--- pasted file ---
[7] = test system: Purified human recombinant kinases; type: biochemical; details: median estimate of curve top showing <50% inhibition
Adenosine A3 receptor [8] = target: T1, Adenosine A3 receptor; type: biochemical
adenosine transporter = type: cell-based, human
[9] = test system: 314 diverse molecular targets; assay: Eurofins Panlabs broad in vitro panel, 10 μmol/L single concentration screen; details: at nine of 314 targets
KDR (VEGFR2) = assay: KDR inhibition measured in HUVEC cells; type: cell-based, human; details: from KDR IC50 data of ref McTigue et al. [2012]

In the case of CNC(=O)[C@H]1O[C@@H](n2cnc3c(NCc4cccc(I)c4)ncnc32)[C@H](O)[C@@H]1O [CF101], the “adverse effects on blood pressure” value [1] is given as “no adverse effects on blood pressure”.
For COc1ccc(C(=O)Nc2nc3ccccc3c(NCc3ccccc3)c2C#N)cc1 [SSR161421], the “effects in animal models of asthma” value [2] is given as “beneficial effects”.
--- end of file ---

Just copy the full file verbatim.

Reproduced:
[7] = test system: Purified human recombinant kinases; type: biochemical; details: median estimate of curve top showing <50% inhibition
Adenosine A3 receptor [8] = target: T1, Adenosine A3 receptor; type: biochemical
adenosine transporter = type: cell-based, human
[9] = test system: 314 diverse molecular targets; assay: Eurofins Panlabs broad in vitro panel, 10 μmol/L single concentration screen; details: at nine of 314 targets
KDR (VEGFR2) = assay: KDR inhibition measured in HUVEC cells; type: cell-based, human; details: from KDR IC50 data of ref McTigue et al. [2012]

In the case of CNC(=O)[C@H]1O[C@@H](n2cnc3c(NCc4cccc(I)c4)ncnc32)[C@H](O)[C@@H]1O [CF101], the “adverse effects on blood pressure” value [1] is given as “no adverse effects on blood pressure”.
For COc1ccc(C(=O)Nc2nc3ccccc3c(NCc3ccccc3)c2C#N)cc1 [SSR161421], the “effects in animal models of asthma” value [2] is given as “beneficial effects”.